One key point: There were no chefs involved in these initial meetings. McGee and Cassi, who were also present in the early Italian days, stressed the scientific aspect of the gatherings. Prior to 2001, the scientists were looking backwards. They were focused on traditional preparations, and were using science to take a critical look at old recipes and techniques (roasting, braising, emulsifying) with the goal of making them better. They were, on occasion, looking at molecules.

Then in 2001, Blumenthal came to the conference and, as McGee tells it, blew their scientific minds: “Heston came and said ‘I’ve been doing some crazy things—maybe they’re stupid…’ and they blew our minds. It took a chef coming to a meeting of scientists to show us that something new could be done.” Blumenthal came to Italy with questions and ideas about food that only science could answer. With his arrival, the focus of the meetings changed—they were no longer only looking at the past, but at how the past (i.e. the fundamentals of cooking) could be manipulated in the future.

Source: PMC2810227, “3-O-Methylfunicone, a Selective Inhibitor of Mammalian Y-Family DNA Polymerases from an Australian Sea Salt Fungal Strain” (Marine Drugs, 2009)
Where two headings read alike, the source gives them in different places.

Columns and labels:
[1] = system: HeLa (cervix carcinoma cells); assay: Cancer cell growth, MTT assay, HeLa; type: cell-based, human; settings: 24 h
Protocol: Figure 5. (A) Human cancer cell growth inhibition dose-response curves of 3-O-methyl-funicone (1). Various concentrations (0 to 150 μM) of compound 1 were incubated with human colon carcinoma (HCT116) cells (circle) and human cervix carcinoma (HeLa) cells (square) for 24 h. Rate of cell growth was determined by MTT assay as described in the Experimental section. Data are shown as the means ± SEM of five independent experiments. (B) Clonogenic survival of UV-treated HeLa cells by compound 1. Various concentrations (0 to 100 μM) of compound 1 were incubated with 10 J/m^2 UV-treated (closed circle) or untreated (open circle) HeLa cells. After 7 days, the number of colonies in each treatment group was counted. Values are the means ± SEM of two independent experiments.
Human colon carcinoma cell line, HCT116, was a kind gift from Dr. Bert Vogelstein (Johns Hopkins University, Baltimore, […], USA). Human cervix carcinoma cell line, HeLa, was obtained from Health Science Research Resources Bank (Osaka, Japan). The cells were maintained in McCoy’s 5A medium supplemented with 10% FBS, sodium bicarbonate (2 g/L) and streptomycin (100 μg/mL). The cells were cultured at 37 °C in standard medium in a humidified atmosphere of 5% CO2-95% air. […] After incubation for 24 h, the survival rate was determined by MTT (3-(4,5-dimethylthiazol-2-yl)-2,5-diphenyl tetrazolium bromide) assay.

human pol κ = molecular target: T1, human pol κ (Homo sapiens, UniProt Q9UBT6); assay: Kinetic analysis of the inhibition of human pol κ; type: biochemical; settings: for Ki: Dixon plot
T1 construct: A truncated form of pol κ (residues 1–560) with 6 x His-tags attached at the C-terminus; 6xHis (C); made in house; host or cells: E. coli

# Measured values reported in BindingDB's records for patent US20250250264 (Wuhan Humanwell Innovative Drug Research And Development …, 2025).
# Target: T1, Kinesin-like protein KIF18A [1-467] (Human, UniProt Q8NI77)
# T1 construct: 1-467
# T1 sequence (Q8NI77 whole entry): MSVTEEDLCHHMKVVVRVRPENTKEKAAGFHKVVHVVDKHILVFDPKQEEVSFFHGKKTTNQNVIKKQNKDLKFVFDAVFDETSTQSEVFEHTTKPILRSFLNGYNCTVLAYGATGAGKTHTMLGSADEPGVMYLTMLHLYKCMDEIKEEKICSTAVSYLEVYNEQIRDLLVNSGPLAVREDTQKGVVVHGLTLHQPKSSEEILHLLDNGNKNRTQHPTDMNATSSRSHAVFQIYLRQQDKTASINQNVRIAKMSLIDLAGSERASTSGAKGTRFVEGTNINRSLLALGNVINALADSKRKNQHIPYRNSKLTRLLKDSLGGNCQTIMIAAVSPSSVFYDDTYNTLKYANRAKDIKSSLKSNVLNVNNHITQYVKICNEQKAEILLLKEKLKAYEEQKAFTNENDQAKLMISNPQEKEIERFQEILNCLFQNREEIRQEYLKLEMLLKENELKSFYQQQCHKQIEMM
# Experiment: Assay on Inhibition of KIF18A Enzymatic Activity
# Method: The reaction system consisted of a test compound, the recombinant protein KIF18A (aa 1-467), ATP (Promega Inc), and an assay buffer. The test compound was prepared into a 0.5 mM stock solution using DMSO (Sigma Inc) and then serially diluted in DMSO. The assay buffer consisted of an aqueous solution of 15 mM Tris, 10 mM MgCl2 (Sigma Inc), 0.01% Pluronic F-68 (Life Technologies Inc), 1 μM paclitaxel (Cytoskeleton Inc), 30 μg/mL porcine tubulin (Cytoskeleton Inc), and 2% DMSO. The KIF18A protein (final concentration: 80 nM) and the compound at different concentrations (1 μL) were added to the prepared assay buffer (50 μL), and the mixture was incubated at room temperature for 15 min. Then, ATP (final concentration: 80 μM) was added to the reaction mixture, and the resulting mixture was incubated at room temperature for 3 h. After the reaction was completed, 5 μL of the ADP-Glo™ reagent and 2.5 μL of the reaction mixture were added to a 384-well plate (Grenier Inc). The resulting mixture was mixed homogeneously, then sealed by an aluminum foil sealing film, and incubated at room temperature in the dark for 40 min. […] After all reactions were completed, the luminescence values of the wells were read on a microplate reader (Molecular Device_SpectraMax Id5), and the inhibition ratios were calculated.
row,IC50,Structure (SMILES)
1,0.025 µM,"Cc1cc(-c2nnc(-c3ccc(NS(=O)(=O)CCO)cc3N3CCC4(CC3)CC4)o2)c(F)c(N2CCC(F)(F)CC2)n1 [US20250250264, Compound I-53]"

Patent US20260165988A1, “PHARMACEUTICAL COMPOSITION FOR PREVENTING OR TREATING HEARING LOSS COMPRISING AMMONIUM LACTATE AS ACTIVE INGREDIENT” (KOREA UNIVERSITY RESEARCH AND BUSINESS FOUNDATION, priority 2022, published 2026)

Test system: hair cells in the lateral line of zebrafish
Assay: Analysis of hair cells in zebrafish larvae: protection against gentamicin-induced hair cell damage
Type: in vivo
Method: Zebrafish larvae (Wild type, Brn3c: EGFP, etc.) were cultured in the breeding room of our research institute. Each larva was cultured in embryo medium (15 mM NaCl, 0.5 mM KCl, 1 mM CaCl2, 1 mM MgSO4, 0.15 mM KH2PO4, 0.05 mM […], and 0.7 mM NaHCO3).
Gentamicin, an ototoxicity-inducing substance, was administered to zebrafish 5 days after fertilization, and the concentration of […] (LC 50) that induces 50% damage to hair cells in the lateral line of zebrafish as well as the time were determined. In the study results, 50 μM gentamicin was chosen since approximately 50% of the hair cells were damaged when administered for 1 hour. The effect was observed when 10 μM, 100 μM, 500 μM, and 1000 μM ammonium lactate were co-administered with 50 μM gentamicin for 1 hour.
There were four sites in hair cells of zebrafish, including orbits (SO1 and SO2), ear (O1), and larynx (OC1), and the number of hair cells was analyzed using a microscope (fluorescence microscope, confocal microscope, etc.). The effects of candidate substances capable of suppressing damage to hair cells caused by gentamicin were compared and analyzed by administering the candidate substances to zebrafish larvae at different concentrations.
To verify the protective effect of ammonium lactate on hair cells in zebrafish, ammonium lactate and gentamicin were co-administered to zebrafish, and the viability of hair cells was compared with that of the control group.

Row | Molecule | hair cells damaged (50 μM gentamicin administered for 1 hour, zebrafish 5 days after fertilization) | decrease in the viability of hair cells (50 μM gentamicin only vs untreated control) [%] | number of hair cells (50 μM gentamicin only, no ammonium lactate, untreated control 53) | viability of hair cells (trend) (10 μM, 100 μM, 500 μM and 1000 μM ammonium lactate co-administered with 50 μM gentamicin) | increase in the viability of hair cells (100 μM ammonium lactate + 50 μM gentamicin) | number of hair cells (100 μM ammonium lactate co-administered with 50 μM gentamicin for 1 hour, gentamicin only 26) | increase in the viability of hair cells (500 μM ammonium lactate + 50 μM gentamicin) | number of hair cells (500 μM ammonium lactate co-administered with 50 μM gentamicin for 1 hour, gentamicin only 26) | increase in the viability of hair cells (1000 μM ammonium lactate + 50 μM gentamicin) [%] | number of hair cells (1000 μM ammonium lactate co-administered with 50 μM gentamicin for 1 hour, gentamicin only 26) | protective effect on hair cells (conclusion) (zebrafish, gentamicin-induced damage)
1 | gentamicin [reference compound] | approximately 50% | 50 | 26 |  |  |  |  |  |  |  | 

At the same time, Adrià was starting to develop the first elements of his particular style. He had met Hervé This in 1995; this “planted the seed,” but the fusion of science and cooking still felt very far away. In 1998, Adrià began using agar agar, which he had heard was common in Japanese cuisine (his first visit to Japan came four years later). Wanting to know more about how agar worked, and what else was out there, he began reaching out to scientists. “[The scientists] came to us with strange names—sodium alginate, calcium chloride… [they] sounded like Martians. But little by little, we began preparing our gastronomic lexicon.” (Adrià’s first serious scientific collaboration didn’t happen until 2003, but while on stage in Madrid he was adamant about establishing 2000 as the year that science started to find its way into food. The more we define the history of the genre, he reasoned, the better we’ll be able to document it.)

And so the foundation of what we continue to call “molecular gastronomy” was set. Blumenthal, Adrià, Aduriz, and others were finding themselves drawn to the world outside the boundaries of a traditional kitchen. And in the realm of science they found an inquisitive nature and penchant for evolution of thought that they saw mirrored in themselves.